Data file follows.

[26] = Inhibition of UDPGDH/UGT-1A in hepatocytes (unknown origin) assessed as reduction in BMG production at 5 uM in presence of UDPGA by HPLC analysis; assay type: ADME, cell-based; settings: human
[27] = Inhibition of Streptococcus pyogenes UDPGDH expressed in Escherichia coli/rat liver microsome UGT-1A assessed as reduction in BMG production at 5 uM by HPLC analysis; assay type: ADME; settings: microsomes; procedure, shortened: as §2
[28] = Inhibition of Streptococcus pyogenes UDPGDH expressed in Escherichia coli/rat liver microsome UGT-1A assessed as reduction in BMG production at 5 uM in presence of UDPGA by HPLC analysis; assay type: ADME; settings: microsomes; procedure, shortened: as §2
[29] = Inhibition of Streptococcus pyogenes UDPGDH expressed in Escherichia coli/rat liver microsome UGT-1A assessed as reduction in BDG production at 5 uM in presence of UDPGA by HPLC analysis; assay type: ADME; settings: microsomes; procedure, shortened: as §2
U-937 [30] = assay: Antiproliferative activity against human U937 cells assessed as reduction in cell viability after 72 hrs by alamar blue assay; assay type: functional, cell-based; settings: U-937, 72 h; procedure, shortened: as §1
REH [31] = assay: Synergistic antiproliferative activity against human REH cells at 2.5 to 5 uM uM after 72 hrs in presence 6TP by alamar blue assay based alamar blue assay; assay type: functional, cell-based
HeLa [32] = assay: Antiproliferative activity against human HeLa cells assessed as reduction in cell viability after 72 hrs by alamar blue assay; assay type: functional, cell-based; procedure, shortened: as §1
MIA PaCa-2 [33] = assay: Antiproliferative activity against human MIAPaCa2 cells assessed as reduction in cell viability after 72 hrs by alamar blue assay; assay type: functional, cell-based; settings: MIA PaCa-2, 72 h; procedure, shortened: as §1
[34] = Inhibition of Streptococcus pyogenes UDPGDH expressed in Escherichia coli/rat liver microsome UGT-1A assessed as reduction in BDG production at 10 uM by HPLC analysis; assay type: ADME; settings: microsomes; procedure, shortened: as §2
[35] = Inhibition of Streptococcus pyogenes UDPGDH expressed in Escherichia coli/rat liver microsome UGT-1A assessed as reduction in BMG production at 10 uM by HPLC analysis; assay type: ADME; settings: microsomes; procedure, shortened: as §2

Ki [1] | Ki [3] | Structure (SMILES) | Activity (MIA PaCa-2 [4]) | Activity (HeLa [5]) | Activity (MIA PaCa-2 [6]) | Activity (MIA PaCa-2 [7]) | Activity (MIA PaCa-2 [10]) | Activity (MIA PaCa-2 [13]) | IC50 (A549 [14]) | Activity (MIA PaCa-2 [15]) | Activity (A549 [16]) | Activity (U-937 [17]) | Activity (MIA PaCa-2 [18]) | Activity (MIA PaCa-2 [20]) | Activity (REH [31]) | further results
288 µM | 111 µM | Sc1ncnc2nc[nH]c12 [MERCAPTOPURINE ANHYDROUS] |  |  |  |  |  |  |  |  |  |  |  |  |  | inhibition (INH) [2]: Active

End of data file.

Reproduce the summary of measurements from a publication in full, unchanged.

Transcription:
[26] = Inhibition of UDPGDH/UGT-1A in hepatocytes (unknown origin) assessed as reduction in BMG production at 5 uM in presence of UDPGA by HPLC analysis; assay type: ADME, cell-based; settings: human
[27] = Inhibition of Streptococcus pyogenes UDPGDH expressed in Escherichia coli/rat liver microsome UGT-1A assessed as reduction in BMG production at 5 uM by HPLC analysis; assay type: ADME; settings: microsomes; procedure, shortened: as §2
[28] = Inhibition of Streptococcus pyogenes UDPGDH expressed in Escherichia coli/rat liver microsome UGT-1A assessed as reduction in BMG production at 5 uM in presence of UDPGA by HPLC analysis; assay type: ADME; settings: microsomes; procedure, shortened: as §2
[29] = Inhibition of Streptococcus pyogenes UDPGDH expressed in Escherichia coli/rat liver microsome UGT-1A assessed as reduction in BDG production at 5 uM in presence of UDPGA by HPLC analysis; assay type: ADME; settings: microsomes; procedure, shortened: as §2
U-937 [30] = assay: Antiproliferative activity against human U937 cells assessed as reduction in cell viability after 72 hrs by alamar blue assay; assay type: functional, cell-based; settings: U-937, 72 h; procedure, shortened: as §1
REH [31] = assay: Synergistic antiproliferative activity against human REH cells at 2.5 to 5 uM uM after 72 hrs in presence 6TP by alamar blue assay based alamar blue assay; assay type: functional, cell-based
HeLa [32] = assay: Antiproliferative activity against human HeLa cells assessed as reduction in cell viability after 72 hrs by alamar blue assay; assay type: functional, cell-based; procedure, shortened: as §1
MIA PaCa-2 [33] = assay: Antiproliferative activity against human MIAPaCa2 cells assessed as reduction in cell viability after 72 hrs by alamar blue assay; assay type: functional, cell-based; settings: MIA PaCa-2, 72 h; procedure, shortened: as §1
[34] = Inhibition of Streptococcus pyogenes UDPGDH expressed in Escherichia coli/rat liver microsome UGT-1A assessed as reduction in BDG production at 10 uM by HPLC analysis; assay type: ADME; settings: microsomes; procedure, shortened: as §2
[35] = Inhibition of Streptococcus pyogenes UDPGDH expressed in Escherichia coli/rat liver microsome UGT-1A assessed as reduction in BMG production at 10 uM by HPLC analysis; assay type: ADME; settings: microsomes; procedure, shortened: as §2

Ki [1] | Ki [3] | Structure (SMILES) | Activity (MIA PaCa-2 [4]) | Activity (HeLa [5]) | Activity (MIA PaCa-2 [6]) | Activity (MIA PaCa-2 [7]) | Activity (MIA PaCa-2 [10]) | Activity (MIA PaCa-2 [13]) | IC50 (A549 [14]) | Activity (MIA PaCa-2 [15]) | Activity (A549 [16]) | Activity (U-937 [17]) | Activity (MIA PaCa-2 [18]) | Activity (MIA PaCa-2 [20]) | Activity (REH [31]) | further results
288 µM | 111 µM | Sc1ncnc2nc[nH]c12 [MERCAPTOPURINE ANHYDROUS] |  |  |  |  |  |  |  |  |  |  |  |  |  | inhibition (INH) [2]: Active